Paintings by Segun Aiyesan”
Boys’ Quarters Project Space is delighted to present Oil Man: Paintings by Segun Aiyesan. This is Boys’ Quarters second ever exhibition and it features a series of powerful works on canvas by Port Harcourt-based painter, Segun Aiyesan. The show explores the ways in which psychology and landscape meet and interact. The works chosen for the show evoke the conflicts, exuberances and tensions that come with living in a city like Port Harcourt.
The show is titled “Oil Man” for many reasons. The oil industry affects the artistic and emotional ecosystem which in turn affects the art that is produced in the Niger Delta. Segun Aiyesan is one of the artists at the very nexus of this matrix. He himself used to work in the oil industry. In 1995 he could be found on a Chevron oil rig feeling bored and restless. He painted to keep himself busy and found that his work was very popular amongst his crew. After 1996 he gave up working for Chevron, settled down in Port Harcourt and began to paint full-time. He has never looked back.
As you walk into the first gallery you are confronted by four intense canvases featuring imposing male figures, only one of which has his eyes revealed. These eyes belong to “Otondo”, a work painted in 2013. The others’ eyes are occluded or shut. Segun talks about creating these male figures because he wanted to depict strength. But when you have spent even a little time with the works it is their vulnerability that strikes you despite the size, youth and physical prowess of the men depicted. The eyes of “Otondo” staring back at you, you notice, are reddened, perhaps from tears or weariness. The co-existence of power and vulnerability is expressed expertly by Aiyesan’s technique. Due to the heavy bas relief-type layering used on the men’s bodies, the skin looks almost three-dimensional yet lacerated. The wounds and tectonic layers suggesting accommodations, hardships and many lives lived. The works speak about the effect of the economic, social and physical environment on men and masculinity in the region.
Aiyesan has maintained a home and studio in Port Harcourt for just over twenty years although he hails from the West of the country. His inspiration comes from the people and his world around him. You may, therefore, find yourself thinking about the boys that roam the streets as street hawkers or the vendors trying to persuade you to enter their “Oga’s” mechanic shop or market stall. Young men with swagger, intensity and obvious strength, yet men that are struggling to survive in an expensive, competitive and sometimes dangerous city. Vulnerable to a system that does little to support them, they, nevertheless, survive due to the aforementioned strength that Segun has sought to capture.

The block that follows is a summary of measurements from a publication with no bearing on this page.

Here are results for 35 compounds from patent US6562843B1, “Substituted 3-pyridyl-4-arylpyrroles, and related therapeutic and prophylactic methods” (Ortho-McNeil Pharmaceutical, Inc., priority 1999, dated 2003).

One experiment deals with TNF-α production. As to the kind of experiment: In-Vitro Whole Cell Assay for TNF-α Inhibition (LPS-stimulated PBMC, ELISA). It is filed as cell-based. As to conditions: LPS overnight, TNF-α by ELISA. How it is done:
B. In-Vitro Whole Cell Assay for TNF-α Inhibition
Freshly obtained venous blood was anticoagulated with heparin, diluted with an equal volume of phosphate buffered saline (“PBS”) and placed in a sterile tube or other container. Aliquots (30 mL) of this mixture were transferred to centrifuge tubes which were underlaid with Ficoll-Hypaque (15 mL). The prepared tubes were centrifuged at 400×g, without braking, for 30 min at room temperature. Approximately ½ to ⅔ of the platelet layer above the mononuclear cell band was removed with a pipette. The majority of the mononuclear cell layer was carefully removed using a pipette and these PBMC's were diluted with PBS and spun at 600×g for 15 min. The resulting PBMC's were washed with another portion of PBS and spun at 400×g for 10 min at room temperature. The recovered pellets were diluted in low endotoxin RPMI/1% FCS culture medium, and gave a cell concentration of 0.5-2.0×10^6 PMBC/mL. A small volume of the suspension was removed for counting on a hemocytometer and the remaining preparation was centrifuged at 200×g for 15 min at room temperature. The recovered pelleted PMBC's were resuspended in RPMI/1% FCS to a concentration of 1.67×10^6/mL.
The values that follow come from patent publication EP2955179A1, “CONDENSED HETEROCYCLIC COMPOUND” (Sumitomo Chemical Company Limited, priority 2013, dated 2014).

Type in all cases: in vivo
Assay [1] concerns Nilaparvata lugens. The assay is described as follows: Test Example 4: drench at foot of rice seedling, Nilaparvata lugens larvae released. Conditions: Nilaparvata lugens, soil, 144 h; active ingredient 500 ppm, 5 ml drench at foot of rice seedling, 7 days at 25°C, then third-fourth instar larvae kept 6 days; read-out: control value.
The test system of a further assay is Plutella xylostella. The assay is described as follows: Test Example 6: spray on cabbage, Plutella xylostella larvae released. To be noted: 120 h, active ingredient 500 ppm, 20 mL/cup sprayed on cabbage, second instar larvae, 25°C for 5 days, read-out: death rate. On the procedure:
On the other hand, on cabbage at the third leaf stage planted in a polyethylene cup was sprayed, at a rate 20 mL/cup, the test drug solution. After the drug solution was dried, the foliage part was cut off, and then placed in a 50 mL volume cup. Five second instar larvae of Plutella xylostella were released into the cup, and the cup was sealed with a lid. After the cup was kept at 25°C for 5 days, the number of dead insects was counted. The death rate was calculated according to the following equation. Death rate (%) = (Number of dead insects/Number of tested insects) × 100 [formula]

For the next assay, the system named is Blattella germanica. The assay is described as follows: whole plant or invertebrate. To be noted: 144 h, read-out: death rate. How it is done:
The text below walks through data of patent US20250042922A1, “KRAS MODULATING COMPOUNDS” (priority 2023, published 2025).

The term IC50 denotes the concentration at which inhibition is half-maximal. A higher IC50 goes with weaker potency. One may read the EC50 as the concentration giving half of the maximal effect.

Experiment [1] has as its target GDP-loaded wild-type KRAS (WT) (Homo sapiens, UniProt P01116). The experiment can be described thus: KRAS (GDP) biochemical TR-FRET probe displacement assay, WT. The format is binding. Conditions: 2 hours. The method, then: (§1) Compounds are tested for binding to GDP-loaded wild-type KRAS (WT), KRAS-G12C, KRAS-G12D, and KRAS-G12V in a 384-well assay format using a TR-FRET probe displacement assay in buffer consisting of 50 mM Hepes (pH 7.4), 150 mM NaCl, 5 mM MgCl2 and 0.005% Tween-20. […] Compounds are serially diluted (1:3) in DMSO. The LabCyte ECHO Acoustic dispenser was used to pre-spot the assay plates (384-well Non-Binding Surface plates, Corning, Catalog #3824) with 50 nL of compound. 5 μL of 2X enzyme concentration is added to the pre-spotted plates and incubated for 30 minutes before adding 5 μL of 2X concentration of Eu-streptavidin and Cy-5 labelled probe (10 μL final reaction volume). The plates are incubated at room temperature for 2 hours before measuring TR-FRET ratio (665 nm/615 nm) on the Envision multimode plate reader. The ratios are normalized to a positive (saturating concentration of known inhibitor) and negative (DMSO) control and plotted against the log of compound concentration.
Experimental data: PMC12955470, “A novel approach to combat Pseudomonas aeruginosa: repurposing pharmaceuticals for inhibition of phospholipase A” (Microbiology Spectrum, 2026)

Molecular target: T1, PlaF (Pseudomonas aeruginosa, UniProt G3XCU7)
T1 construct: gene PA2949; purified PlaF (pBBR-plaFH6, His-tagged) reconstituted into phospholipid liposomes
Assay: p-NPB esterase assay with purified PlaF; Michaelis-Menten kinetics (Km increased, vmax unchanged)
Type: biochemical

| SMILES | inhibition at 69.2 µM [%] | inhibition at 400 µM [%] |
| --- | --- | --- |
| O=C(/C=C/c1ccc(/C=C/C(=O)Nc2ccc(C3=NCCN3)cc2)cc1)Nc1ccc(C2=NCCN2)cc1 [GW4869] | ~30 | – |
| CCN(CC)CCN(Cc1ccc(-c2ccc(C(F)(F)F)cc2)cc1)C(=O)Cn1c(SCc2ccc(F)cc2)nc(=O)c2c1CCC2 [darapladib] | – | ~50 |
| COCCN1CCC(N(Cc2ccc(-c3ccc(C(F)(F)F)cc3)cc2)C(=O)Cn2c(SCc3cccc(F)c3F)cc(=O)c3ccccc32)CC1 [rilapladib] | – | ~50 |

In the second gallery lie works that depict the physical landscape. The back wall bears multiple pastoral scenes. One is accustomed to witnessing landscapes being sold on streets as mere tourist fare. Often they are sentimental objects devoid of individuality. Yet Aiyesan’s landscapes are turbulent, urgent and alive. Far from being objects that soothe, they challenge the viewer. The colors are vivid and emotive. The brushstrokes quick and visceral. Simply framed, each landscape is highly individual. The presentation of these miniatures at Boys’ Quarters features a rupture. A crack in the landscape, reflecting the broken promise of the Garden City. A disrupted and corrupted space.
“Purple Haze” (2013), the landscape adjacent to the wall of miniatures, does a similar thing. Depicting a riverine scene, the orange glow depicts, not a sunset but a gas flare such as the ones often found where oil is being drilled for in the Niger Delta. The glowing colors take on a menace with this knowledge. However Aiyesan states that he is not a political artist. He simply paints what is. Driven more by psychology than politics, Aiyesan enables us to mine the psychic and social environment in much more searing ways.
Opposite “Purple Haze” is the triptych: “Alcove of the Soul” (2013). A very different style of painting, this abstract depicts the landscape of the mind and soul. In the centre we see a figure, reminiscent of Lady Justice, pointing an accusing finger at a figure boxed in and surrounded by a hot red. A chasm looms ominously in the frame. A guilty figure, maybe. The painting on the left of the triptych we see a comparatively calm figure standing straight and surrounded by blue. Absolved. The tension is palpable. The work talks about the internal conflict the artist sometimes suffers. A conflict many of us negotiate daily as rules are bent by different people at different times in order to survive the city.
These stunning works come together to challenge our perception of environment. Expanding notions of where environment lives. Not just around us but on us and in us.
About The Artist: